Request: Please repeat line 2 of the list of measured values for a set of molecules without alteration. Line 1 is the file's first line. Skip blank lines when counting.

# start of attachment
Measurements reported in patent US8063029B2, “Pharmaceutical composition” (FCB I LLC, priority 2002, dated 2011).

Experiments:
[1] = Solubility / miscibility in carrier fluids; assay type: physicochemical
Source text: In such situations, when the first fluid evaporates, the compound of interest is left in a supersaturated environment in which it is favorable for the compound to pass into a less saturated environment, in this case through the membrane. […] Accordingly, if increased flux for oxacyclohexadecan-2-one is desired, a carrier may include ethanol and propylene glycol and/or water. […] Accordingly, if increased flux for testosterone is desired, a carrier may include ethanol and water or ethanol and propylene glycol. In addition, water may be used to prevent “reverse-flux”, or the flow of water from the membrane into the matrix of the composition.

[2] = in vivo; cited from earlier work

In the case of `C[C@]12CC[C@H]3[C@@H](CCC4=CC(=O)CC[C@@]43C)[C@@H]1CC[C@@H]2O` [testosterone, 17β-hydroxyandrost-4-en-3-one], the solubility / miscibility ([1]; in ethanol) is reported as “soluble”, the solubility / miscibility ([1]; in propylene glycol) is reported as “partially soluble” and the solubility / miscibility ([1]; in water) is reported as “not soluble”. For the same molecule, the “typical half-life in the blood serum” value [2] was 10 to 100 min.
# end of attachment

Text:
Experiments: